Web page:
\* For the non-hand-coders, there will be Flash-like environments where you can manipulate your Nodes (aka Symbols/Movie Clips) and Timelines -- I think the language is well suited for graphical IDEs

I admit that I'm reluctant to put much work into building a serious JavaFX project without the benefit a nice IDE (haven't tried netbeans, but the current eclipse plugin adds very little value), but I'm very optimistic about JavaFX's future.

Posted by mark on December 15, 2008 at 10:22 AM PST #

I find the code much cleaner if you put all attributes in the same line (except for sequences or long objects)

something like this

Stage {
title: "Application Title", width: 250, | height: 80,
scene: Scene { content: [
Text { font: Font { size: 12 }, x: 10, | y: 30, content: "Application Content" }
] }
}

Posted by azdrubal on December 15, 2008 at 10:53 AM PST #

@azdrubal: That's a good idea. Unfortunately, right now, in the NetBeans plugin, when you use the menu item for reformatting the code, all the braces end up on new lines. There should be an option to have the formatting appear as shown by you here.
<p>
@mark: Yes, that's also my interpretation, about the designer not being intended for programmers, but for non-programmers to be able to communicate with programmers, hence programmers will be left with working in an editor, hence editor support is really important.
<p>
@Alex: JavaFX in Action sounds very interesting.

Posted by Geertjan on December 15, 2008 at 06:03 PM PST #

Is JavaFX not supported by the UI builder/Mattiese? Would have expected a dnd design view or is your problem inserting & altering the existing layout in ways the ui builder dosn't allow.

Posted by Richard Osbaldeston on December 15, 2008 at 09:14 PM PST #

Right, there's no UI builder at all, hence my problem. That's what I image the designer will consist of in some way.

Posted by Geertjan Wielenga on December 16, 2008 at 09:33 PM PST #

I suppose a GUI builder presupposes some kind of LayoutManager which conflicts with the simple declarative features of JavaFX Script. But that declarative syntax is pretty limited in terms of trying to describe a layout with all its groupings, alignments, resizing polices etc.. OTOH Even with Matisse inserting or changing a components type (eg textfield to editorpane) can prove fiddly though, esp where all the spare space gets added.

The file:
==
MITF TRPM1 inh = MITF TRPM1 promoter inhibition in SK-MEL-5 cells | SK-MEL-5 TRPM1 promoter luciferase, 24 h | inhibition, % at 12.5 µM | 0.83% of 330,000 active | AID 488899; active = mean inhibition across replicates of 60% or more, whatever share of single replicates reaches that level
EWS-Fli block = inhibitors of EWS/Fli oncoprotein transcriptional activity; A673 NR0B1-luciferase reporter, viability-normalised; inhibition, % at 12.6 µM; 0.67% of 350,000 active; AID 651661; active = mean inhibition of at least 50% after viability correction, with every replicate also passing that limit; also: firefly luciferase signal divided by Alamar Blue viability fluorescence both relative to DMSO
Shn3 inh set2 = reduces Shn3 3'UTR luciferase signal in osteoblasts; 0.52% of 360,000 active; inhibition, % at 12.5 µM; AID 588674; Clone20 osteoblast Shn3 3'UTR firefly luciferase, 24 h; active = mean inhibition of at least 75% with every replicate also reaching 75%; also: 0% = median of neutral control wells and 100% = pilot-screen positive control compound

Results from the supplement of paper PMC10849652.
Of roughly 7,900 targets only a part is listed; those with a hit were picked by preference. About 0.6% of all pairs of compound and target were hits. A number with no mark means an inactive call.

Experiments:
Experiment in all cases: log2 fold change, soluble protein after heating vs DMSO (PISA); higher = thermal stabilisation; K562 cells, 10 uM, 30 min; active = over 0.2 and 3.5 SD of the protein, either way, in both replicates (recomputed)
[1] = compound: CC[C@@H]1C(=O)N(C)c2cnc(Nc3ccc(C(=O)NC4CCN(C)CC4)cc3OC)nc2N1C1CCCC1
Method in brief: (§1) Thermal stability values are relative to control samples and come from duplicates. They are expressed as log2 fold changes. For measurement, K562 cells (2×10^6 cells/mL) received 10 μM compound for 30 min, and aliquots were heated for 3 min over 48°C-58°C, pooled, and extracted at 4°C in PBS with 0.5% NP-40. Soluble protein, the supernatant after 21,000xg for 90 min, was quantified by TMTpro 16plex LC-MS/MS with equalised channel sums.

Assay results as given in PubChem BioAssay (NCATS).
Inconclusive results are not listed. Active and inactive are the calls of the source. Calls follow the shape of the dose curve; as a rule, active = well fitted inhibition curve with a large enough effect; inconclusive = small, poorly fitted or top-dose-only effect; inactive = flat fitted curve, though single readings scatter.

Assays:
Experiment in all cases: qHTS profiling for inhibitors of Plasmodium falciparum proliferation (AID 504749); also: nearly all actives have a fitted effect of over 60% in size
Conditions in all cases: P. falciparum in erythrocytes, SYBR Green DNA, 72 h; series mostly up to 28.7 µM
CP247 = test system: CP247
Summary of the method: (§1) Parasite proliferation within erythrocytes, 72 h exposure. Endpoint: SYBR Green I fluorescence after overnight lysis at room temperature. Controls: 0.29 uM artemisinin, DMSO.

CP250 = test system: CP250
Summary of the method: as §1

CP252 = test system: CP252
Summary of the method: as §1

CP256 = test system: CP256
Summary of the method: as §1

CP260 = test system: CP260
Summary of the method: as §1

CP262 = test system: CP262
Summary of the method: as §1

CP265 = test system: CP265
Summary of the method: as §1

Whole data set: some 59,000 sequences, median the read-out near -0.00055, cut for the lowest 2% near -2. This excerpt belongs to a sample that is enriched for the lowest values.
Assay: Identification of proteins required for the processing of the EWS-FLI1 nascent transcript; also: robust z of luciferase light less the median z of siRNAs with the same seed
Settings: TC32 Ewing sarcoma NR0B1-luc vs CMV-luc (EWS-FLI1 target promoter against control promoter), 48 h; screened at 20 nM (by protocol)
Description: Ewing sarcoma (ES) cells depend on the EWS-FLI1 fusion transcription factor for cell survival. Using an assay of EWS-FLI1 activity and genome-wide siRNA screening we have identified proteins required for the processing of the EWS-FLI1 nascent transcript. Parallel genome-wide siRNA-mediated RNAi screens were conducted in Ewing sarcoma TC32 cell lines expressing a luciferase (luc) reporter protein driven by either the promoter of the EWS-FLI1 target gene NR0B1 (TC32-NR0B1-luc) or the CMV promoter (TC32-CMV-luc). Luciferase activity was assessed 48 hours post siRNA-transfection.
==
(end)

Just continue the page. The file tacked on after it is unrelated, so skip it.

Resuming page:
Wonder if the JavaFX CSS feature is able to reposition, align & float elements? do the definitions cascade? When they talked of CSS I was thinking of the style information being inherited from the browsers DOM (i.e. active stylesheets of the parent/document/page). Maybe with custom-selectors for the JavaFX specific stuff.

..or maybe the term CSS skinning is as ill advised as Swing2.0?

Posted by Richard Osbaldeston on December 17, 2008 at 09:43 PM PST #

Long ago I suggested giving the editor a somewhat tinted background color, and then rotating the hue of that background to show different levels of nesting - so you could always see where a block begins and ends.

You could possibly do it brightness as well, but you have to be careful with the algorithm that computes the foreground color to not end up with gray on gray or black on black.

Posted by Tim Boudreau on December 18, 2008 at 04:07 AM PST #

Like the View Source Chart extension? http://jennifermadden.com/scripts/ViewRenderedSource.html

Posted by Richard Osbaldeston on December 18, 2008 at 07:56 AM PST #